Fluorescence virus-guided capturing system of human colorectal circulating tumour cells for non-invasive companion diagnostics
- Kunitoshi Shigeyasu1,
- Hiroshi Tazawa1,2,
- Yuuri Hashimoto1,
- Yoshiko Mori1,
- Masahiko Nishizaki1,
- Hiroyuki Kishimoto1,
- Takeshi Nagasaka1,
- Shinji Kuroda1,
- Yasuo Urata3,
- Ajay Goel4,
- Shunsuke Kagawa1,
- Toshiyoshi Fujiwara1
- 1Department of Gastroenterological Surgery, Okayama University Graduate School of Medicine, Dentistry and Pharmaceutical Sciences, Okayama, Japan
- 2Center for Innovative Clinical Medicine, Okayama University Hospital, Okayama, Japan
- 3Oncolys BioPharma, Inc., Tokyo, Japan
- 4Division of Gastroenterology, Department of Internal Medicine, Charles A. Sammons Cancer Center and Baylor Research Institute, Baylor University Medical Center, Dallas, Texas, USA
- Correspondence to Professor Toshiyoshi Fujiwara, Department of Gastroenterological Surgery, Okayama University Graduate School of Medicine, Dentistry and Pharmaceutical Sciences, 2-5-1 Shikata-cho, Kita-ku, Okayama 700-8558, Japan;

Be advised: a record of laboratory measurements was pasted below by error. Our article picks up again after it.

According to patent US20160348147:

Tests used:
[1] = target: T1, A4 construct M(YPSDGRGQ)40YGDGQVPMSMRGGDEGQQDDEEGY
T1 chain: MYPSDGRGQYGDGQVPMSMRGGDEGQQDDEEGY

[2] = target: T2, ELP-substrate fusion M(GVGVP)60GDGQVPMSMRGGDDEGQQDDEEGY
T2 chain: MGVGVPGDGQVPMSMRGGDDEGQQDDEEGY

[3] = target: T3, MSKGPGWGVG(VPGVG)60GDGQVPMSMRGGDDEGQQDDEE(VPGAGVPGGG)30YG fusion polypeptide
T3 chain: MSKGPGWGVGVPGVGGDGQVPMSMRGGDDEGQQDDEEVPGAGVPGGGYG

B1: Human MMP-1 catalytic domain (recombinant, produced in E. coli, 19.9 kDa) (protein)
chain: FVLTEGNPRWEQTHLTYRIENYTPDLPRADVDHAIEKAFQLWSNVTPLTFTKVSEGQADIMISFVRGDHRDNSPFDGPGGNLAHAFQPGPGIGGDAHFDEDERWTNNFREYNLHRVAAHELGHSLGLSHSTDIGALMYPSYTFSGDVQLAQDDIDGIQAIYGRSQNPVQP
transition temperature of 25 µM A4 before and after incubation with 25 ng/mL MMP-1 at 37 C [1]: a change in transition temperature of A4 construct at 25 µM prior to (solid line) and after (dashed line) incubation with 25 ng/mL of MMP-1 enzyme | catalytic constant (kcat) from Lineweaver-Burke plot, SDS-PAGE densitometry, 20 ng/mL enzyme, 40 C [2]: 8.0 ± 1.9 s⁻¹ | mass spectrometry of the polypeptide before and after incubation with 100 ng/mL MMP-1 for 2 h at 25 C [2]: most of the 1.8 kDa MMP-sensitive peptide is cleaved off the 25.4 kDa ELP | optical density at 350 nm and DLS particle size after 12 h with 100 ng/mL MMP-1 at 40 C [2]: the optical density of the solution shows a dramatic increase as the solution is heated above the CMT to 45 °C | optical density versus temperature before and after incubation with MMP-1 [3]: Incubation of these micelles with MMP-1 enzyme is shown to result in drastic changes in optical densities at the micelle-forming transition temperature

- Received 10 February 2014
- Revised 20 April 2014
- Accepted 8 May 2014
- Published Online First 28 May 2014
Background Molecular-based companion diagnostic tests are being used with increasing frequency to predict their clinical response to various drugs, particularly for molecularly targeted drugs. However, invasive procedures are typically required to obtain tissues for this analysis. Circulating tumour cells (CTCs) are novel biomarkers that can be used for the prediction of disease progression and are also important surrogate sources of cancer cells. Because current CTC detection strategies mainly depend on epithelial cell-surface markers, the presence of heterogeneous populations of CTCs with epithelial and/or mesenchymal characteristics may pose obstacles to the detection of CTCs.
Methods We developed a new approach to capture live CTCs among millions of peripheral blood leukocytes using a green fluorescent protein (GFP)-expressing attenuated adenovirus, in which the telomerase promoter regulates viral replication (OBP-401, TelomeScan).
Results Our biological capturing system can image epithelial and mesenchymal tumour cells with telomerase activities as GFP-positive cells. After sorting, direct sequencing or mutation-specific PCR can precisely detect different mutations in KRAS, BRAF and KIT genes in epithelial, mesenchymal or epithelial–mesenchymal transition-induced CTCs, and in clinical blood samples from patients with colorectal cancer.
Conclusions This fluorescence virus-guided viable CTC capturing method provides a non-invasive alternative to tissue biopsy or surgical resection of primary tumours for companion diagnostics.